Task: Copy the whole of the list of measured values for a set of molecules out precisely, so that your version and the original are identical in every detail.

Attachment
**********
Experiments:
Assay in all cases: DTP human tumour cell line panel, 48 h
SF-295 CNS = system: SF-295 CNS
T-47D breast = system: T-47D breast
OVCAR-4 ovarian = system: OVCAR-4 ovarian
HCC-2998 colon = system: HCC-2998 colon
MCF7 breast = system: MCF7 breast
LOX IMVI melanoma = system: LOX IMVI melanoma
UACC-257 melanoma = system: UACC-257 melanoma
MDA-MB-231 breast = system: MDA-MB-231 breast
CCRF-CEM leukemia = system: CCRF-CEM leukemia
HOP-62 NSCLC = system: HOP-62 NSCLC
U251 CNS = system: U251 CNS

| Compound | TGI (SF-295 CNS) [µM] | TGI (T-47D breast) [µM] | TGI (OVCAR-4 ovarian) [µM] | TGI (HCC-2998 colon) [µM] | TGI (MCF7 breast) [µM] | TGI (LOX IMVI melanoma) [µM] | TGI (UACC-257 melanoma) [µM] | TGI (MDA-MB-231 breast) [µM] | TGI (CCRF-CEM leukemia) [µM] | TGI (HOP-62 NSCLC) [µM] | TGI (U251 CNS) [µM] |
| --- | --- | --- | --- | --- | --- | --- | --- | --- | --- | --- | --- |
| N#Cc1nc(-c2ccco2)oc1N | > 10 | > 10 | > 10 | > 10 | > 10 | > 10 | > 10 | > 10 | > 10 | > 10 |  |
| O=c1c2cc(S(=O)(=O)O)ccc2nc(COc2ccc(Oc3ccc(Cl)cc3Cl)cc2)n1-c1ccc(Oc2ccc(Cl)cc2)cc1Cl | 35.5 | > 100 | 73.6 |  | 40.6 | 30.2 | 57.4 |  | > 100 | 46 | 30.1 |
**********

Experiments:
Assay in all cases: DTP human tumour cell line panel, 48 h
SF-295 CNS = system: SF-295 CNS
T-47D breast = system: T-47D breast
OVCAR-4 ovarian = system: OVCAR-4 ovarian
HCC-2998 colon = system: HCC-2998 colon
MCF7 breast = system: MCF7 breast
LOX IMVI melanoma = system: LOX IMVI melanoma
UACC-257 melanoma = system: UACC-257 melanoma
MDA-MB-231 breast = system: MDA-MB-231 breast
CCRF-CEM leukemia = system: CCRF-CEM leukemia
HOP-62 NSCLC = system: HOP-62 NSCLC
U251 CNS = system: U251 CNS

| Compound | TGI (SF-295 CNS) [µM] | TGI (T-47D breast) [µM] | TGI (OVCAR-4 ovarian) [µM] | TGI (HCC-2998 colon) [µM] | TGI (MCF7 breast) [µM] | TGI (LOX IMVI melanoma) [µM] | TGI (UACC-257 melanoma) [µM] | TGI (MDA-MB-231 breast) [µM] | TGI (CCRF-CEM leukemia) [µM] | TGI (HOP-62 NSCLC) [µM] | TGI (U251 CNS) [µM] |
| --- | --- | --- | --- | --- | --- | --- | --- | --- | --- | --- | --- |
| N#Cc1nc(-c2ccco2)oc1N | > 10 | > 10 | > 10 | > 10 | > 10 | > 10 | > 10 | > 10 | > 10 | > 10 |  |
| O=c1c2cc(S(=O)(=O)O)ccc2nc(COc2ccc(Oc3ccc(Cl)cc3Cl)cc2)n1-c1ccc(Oc2ccc(Cl)cc2)cc1Cl | 35.5 | > 100 | 73.6 |  | 40.6 | 30.2 | 57.4 |  | > 100 | 46 | 30.1 |